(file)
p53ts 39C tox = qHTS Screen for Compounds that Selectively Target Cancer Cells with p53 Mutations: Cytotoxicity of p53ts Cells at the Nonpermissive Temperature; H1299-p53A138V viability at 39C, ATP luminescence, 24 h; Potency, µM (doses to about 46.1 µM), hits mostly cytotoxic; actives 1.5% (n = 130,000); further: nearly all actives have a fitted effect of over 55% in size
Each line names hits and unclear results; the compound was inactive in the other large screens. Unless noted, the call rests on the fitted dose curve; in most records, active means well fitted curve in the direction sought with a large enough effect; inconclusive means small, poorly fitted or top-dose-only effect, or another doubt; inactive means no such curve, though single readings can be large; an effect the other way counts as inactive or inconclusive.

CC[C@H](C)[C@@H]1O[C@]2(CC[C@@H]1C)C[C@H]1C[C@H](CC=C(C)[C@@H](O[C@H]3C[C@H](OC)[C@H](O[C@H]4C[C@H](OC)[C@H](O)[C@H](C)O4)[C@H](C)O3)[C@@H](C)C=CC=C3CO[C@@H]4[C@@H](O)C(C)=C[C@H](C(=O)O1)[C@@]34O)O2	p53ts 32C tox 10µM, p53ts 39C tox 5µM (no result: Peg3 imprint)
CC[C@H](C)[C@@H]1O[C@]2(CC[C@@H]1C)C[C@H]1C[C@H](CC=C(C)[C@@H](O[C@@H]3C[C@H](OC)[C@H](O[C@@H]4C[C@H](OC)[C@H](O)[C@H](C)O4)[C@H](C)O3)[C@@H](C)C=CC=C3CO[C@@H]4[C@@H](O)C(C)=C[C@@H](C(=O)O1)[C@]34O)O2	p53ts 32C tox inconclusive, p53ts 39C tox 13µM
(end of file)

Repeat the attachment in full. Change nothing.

p53ts 39C tox = qHTS Screen for Compounds that Selectively Target Cancer Cells with p53 Mutations: Cytotoxicity of p53ts Cells at the Nonpermissive Temperature; H1299-p53A138V viability at 39C, ATP luminescence, 24 h; Potency, µM (doses to about 46.1 µM), hits mostly cytotoxic; actives 1.5% (n = 130,000); further: nearly all actives have a fitted effect of over 55% in size
Each line names hits and unclear results; the compound was inactive in the other large screens. Unless noted, the call rests on the fitted dose curve; in most records, active means well fitted curve in the direction sought with a large enough effect; inconclusive means small, poorly fitted or top-dose-only effect, or another doubt; inactive means no such curve, though single readings can be large; an effect the other way counts as inactive or inconclusive.

CC[C@H](C)[C@@H]1O[C@]2(CC[C@@H]1C)C[C@H]1C[C@H](CC=C(C)[C@@H](O[C@H]3C[C@H](OC)[C@H](O[C@H]4C[C@H](OC)[C@H](O)[C@H](C)O4)[C@H](C)O3)[C@@H](C)C=CC=C3CO[C@@H]4[C@@H](O)C(C)=C[C@H](C(=O)O1)[C@@]34O)O2	p53ts 32C tox 10µM, p53ts 39C tox 5µM (no result: Peg3 imprint)
CC[C@H](C)[C@@H]1O[C@]2(CC[C@@H]1C)C[C@H]1C[C@H](CC=C(C)[C@@H](O[C@@H]3C[C@H](OC)[C@H](O[C@@H]4C[C@H](OC)[C@H](O)[C@H](C)O4)[C@H](C)O3)[C@@H](C)C=CC=C3CO[C@@H]4[C@@H](O)C(C)=C[C@@H](C(=O)O1)[C@]34O)O2	p53ts 32C tox inconclusive, p53ts 39C tox 13µM